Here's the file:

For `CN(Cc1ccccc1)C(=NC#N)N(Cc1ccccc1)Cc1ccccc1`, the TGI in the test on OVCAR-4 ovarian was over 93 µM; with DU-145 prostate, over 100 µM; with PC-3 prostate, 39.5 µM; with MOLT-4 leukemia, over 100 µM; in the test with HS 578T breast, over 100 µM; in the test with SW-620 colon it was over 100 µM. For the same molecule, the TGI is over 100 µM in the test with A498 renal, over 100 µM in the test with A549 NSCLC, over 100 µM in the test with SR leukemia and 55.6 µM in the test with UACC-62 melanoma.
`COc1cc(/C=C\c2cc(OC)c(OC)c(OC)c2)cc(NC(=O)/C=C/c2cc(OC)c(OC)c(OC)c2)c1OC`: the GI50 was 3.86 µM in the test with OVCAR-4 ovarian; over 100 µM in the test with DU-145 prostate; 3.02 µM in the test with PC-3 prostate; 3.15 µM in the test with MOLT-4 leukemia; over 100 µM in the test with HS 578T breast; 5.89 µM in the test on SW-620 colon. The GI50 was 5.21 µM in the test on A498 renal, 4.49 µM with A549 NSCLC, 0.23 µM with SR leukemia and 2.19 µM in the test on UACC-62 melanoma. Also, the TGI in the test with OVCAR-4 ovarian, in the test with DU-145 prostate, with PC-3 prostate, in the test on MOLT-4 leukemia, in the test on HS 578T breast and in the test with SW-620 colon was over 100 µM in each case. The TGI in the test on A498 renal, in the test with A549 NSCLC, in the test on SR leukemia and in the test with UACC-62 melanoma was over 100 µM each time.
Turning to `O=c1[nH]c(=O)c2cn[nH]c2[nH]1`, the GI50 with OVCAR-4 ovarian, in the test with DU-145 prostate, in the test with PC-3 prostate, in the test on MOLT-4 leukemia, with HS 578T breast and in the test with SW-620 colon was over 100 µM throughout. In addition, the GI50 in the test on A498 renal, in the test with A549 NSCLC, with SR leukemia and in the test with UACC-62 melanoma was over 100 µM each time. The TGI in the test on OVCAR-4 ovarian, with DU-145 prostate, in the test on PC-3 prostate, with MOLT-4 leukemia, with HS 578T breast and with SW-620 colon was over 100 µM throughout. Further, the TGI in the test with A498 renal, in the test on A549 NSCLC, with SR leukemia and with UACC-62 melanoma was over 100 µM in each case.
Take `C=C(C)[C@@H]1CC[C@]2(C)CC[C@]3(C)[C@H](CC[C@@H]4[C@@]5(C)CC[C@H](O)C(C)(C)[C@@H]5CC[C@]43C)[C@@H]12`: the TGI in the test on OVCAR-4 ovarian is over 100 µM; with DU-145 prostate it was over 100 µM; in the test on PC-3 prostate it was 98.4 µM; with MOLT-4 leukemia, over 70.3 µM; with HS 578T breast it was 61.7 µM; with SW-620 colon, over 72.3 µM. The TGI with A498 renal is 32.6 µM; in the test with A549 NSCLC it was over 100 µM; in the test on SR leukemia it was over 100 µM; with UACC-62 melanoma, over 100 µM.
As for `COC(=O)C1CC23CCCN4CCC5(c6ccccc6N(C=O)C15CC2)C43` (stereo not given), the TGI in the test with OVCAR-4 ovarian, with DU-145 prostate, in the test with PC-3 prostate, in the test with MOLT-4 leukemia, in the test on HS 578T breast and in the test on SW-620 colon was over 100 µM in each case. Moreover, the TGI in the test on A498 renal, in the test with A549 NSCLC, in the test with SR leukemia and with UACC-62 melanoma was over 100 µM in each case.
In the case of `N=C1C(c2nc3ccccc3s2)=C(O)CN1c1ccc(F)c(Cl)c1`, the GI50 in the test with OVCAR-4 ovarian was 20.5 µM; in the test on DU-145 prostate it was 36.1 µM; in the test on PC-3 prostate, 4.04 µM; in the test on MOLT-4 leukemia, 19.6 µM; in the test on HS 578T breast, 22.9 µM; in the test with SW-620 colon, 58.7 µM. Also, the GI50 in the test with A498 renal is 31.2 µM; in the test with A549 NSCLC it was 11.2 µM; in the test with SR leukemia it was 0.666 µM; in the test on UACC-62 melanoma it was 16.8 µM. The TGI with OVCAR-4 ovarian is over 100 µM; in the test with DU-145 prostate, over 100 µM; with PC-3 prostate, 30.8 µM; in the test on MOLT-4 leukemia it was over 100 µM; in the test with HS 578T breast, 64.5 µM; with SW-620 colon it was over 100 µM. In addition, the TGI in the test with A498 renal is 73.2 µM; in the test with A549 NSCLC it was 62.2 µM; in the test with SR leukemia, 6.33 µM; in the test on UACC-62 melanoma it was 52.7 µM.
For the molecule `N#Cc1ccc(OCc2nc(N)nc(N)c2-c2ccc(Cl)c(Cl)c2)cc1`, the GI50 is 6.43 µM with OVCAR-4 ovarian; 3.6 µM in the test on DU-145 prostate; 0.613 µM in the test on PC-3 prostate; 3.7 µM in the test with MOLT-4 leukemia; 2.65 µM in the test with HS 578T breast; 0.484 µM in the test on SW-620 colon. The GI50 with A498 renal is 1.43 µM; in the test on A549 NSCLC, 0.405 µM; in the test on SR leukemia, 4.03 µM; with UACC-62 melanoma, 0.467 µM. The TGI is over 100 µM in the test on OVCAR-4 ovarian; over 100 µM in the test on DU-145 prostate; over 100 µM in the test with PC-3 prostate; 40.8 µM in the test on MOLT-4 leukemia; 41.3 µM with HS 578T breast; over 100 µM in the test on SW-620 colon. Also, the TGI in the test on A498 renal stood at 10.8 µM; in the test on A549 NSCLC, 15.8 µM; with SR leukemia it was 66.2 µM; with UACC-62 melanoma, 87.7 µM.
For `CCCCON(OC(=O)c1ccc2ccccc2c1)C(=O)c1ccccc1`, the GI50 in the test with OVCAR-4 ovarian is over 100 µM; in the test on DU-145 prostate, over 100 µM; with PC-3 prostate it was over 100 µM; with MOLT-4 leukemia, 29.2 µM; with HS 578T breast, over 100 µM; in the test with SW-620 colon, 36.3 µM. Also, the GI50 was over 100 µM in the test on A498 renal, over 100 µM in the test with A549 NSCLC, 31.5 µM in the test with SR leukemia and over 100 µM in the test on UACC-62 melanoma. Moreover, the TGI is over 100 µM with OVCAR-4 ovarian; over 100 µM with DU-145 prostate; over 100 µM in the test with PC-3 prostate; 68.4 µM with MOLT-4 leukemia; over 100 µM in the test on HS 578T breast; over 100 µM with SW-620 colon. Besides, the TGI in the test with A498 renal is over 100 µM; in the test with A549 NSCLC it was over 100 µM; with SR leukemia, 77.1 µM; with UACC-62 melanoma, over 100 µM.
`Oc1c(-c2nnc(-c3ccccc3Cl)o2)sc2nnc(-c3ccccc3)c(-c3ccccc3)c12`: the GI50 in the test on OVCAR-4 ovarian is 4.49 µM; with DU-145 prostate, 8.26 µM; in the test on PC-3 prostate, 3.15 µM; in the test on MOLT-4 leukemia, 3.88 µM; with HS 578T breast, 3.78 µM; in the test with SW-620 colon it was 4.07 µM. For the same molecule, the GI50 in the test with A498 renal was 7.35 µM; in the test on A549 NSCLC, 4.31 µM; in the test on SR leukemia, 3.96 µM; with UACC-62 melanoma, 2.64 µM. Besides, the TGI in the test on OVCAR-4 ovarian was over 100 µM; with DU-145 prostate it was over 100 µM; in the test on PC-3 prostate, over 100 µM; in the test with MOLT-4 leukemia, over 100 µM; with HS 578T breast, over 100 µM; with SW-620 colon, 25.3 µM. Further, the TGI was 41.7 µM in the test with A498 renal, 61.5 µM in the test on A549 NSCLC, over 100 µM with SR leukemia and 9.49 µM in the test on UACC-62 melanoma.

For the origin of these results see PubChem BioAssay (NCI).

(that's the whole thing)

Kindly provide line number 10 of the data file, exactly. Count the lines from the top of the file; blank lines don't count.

For the origin of these results see PubChem BioAssay (NCI).